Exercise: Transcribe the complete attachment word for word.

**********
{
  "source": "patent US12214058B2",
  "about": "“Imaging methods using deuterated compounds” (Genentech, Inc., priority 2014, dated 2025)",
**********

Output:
{
  "source": "patent US12214058B2",
  "about": "“Imaging methods using deuterated compounds” (Genentech, Inc., priority 2014, dated 2025)",